The civil War brought devastation come Waterford. Grain and crops were taken or ruined by troops on both political parties of the conflict. Lapsed Quaker Sam means had come close his mill after ~ Confederate pressures seized his horses, wagons, and also grain in 1862. The retaliated by developing the live independence Loudoun Rangers, the only army unit arranged in Virginia come fight because that the Union. That did no spare Waterford from damages by Union troops. Later on in the war, throughout General Sheridan"s "Burning Raid" the 1864, Union soldiers melted area barns to deny food because that the Confederates and their horses.
Relieved of his command in 1864 for refusing to obey orders, means lived near allude of Rocks, Maryland until the battle was over. Method never recovered financially indigenous his vault losses. He marketed the mill in 1868, relocated to Washington, did not prosper, and was buried in an there was no sign grave. Ago in Waterford, however, others to be looking front to far better times. Quakers from Waterford and adjacent Lincoln founded the Catoctin Farmer"s society in 1868; members developed subcommittees to discover ways to increase markets for local farmers. Once the Washington and also Old dominion Railroad was expanded west native the nearby county chair of Leesburg, previous Waterford in 1870, the opened accessibility to brand-new markets.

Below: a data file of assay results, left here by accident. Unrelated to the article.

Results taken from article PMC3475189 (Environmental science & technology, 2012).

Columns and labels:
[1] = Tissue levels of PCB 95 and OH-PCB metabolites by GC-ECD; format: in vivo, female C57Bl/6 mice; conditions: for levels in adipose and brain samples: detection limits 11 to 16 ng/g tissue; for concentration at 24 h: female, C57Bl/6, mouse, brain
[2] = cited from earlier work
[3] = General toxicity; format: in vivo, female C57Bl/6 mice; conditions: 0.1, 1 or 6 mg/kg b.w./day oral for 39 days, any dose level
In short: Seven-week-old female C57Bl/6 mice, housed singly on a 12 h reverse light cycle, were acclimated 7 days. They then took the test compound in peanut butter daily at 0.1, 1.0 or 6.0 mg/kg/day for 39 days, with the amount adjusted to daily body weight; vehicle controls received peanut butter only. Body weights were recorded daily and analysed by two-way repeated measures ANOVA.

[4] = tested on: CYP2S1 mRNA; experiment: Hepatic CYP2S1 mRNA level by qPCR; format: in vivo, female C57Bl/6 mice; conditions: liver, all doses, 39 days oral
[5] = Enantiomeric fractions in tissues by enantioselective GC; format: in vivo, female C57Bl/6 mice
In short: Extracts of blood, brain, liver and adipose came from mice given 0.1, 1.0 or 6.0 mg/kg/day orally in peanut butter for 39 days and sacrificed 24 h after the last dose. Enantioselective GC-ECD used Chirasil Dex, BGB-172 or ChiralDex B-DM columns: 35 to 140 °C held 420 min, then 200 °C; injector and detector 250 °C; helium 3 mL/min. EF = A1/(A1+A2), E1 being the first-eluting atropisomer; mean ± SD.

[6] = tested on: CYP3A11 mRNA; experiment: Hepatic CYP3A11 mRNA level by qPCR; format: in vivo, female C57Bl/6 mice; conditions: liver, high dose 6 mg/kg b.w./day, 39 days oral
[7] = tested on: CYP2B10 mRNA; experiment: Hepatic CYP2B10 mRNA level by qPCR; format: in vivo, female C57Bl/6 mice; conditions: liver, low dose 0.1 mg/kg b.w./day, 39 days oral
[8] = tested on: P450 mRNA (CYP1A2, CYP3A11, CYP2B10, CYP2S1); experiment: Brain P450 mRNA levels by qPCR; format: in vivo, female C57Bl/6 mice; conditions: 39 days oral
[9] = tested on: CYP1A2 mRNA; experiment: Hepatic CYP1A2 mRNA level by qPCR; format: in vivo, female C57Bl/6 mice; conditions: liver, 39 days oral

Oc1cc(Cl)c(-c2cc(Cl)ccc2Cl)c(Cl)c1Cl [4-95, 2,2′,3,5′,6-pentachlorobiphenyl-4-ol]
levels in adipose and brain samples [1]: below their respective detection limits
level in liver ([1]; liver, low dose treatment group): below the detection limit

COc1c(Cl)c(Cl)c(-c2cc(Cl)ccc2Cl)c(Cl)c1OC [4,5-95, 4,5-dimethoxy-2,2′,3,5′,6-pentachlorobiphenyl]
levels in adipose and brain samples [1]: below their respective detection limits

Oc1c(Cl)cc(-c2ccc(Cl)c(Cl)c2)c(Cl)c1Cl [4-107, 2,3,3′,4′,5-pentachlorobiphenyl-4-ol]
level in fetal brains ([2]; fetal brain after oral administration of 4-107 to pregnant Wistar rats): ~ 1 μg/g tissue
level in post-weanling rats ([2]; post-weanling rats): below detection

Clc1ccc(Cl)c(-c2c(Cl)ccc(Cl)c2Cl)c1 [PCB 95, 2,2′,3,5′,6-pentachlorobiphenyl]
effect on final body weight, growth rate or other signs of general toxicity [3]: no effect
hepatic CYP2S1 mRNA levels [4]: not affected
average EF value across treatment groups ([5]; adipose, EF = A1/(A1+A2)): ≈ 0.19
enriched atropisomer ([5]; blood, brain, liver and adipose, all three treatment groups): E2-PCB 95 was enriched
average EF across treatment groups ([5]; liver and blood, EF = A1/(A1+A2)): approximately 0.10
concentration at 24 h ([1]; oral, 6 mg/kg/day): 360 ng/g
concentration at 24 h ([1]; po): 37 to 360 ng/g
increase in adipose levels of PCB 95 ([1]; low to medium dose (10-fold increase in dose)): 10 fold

Apparently the new mill owner, Charles Paxson, and also his miller, J. F. Dodd, services from enhanced transportation connections. In 1885, castle enlarged the brick mill significantly and also installed the recent "roller mill" technology. The burr stones which used to grind the wheat kernels were changed with porcelain rollers the successively crushed or rolling the wheat finer and also finer, removed grit and also producing a fine, white flour. The support industries for agriculture—harness makers, wagon builders, and also blacksmiths—remained functioning in the town until the early 1900s.
Although Waterford serial had much better access to markets, the village never went back to its pre-war level of production success since Waterford"s villagers and area farmers to be able to income cheaper machine-made goods—shoes, furniture, clothing, and also farm equipment—from large manufacturing centers. They no longer supported neighborhood chairmakers, cobblers, and also weavers, so this crafts started to disappear. Together the artist left, demand for brand-new construction dwindled.
At the moment of the good Depression in the 1930s, the Waterford mill stopped grinding. In spite of ongoing high production of wheat in Loudoun County, neighborhood mills could no longer compete with substantial mills located outside the area. The mill"s machinery was offered as scrap iron because that the war effort during the early component of people War II.
Compiled native Joseph C. G. Kennedy, farming of the United states in 1860, Compiled indigenous the original Returns of the Eighth Census (Washington, D.C.: government Printing Office, 1864); U.S. Office of the Census, Loudoun County, Virginia, Statistics the Agriculture, 1850-1870 (Microfilm version T1132, role 7); Sheri Spellman and also Bronwen C. Souders, Walk through Us (Waterford Foundation, 1992); Bronwen C. Souders and also Kathleen Hughes, Waterford"s farming History: 1733-1993 (Waterford Foundation: Special education and learning Exhibit, 1993); and also Thomas Phillips and also Nathan Walker, Waterford Mill Ledger (Thomas Balch Library, Leesburg, Virginia).